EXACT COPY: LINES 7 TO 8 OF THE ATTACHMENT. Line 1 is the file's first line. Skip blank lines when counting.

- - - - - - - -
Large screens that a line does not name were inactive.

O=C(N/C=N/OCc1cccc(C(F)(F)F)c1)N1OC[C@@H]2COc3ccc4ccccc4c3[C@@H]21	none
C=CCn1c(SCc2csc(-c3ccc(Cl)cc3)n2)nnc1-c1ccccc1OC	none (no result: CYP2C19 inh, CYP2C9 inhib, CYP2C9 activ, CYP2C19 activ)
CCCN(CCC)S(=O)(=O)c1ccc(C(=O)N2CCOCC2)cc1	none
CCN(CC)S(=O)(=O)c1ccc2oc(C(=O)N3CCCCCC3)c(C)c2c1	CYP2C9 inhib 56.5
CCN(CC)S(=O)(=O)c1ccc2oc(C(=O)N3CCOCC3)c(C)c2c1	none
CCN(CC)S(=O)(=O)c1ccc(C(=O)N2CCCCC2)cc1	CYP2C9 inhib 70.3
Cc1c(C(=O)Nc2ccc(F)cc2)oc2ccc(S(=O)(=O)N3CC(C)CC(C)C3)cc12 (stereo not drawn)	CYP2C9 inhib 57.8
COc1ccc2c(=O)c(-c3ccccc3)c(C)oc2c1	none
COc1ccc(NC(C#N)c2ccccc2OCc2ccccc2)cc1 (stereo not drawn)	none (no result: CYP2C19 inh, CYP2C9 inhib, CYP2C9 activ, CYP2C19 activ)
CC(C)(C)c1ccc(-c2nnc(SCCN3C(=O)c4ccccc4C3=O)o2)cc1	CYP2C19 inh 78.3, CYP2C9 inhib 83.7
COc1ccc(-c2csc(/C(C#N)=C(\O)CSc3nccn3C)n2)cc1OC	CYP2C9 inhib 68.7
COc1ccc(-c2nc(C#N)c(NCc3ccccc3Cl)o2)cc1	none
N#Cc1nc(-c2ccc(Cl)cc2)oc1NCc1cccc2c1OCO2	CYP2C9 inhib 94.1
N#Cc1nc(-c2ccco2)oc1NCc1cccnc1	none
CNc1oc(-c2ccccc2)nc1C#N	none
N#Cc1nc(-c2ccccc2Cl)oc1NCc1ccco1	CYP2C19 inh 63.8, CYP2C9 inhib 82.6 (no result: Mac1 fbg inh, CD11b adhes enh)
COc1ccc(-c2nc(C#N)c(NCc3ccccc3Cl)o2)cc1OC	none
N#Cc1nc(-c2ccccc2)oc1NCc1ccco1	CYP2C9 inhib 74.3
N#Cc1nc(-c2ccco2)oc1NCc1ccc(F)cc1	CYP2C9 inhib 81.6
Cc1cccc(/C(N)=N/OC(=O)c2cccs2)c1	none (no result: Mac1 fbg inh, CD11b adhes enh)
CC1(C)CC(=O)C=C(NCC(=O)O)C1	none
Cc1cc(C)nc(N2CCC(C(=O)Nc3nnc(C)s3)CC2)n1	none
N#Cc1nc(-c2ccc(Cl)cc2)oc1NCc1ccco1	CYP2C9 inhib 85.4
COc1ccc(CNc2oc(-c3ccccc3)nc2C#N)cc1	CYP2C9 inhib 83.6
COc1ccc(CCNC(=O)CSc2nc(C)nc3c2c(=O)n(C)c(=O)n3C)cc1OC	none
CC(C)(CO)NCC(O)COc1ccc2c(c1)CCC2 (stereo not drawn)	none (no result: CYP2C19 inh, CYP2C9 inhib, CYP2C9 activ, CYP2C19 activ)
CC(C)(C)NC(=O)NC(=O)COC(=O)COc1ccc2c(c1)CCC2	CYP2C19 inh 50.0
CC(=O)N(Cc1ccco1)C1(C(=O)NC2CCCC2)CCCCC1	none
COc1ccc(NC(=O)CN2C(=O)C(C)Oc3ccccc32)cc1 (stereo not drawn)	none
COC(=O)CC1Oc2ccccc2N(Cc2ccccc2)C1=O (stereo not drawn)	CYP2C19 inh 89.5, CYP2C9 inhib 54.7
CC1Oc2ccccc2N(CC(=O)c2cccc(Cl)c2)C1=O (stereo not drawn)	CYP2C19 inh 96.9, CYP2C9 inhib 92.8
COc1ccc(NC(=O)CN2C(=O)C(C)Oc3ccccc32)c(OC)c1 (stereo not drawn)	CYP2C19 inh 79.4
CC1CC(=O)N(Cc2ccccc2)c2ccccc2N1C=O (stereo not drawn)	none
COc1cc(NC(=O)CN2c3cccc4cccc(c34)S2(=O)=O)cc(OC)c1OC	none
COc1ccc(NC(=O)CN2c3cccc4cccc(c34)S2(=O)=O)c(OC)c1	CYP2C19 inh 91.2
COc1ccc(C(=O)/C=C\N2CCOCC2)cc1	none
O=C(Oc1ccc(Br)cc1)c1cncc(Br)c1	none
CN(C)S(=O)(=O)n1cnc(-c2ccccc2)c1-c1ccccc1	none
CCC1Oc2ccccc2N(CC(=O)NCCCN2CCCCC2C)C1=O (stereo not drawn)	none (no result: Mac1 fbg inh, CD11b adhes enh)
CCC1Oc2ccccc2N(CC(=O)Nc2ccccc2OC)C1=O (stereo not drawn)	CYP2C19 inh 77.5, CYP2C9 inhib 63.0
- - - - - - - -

CCN(CC)S(=O)(=O)c1ccc(C(=O)N2CCCCC2)cc1	CYP2C9 inhib 70.3
Cc1c(C(=O)Nc2ccc(F)cc2)oc2ccc(S(=O)(=O)N3CC(C)CC(C)C3)cc12 (stereo not drawn)	CYP2C9 inhib 57.8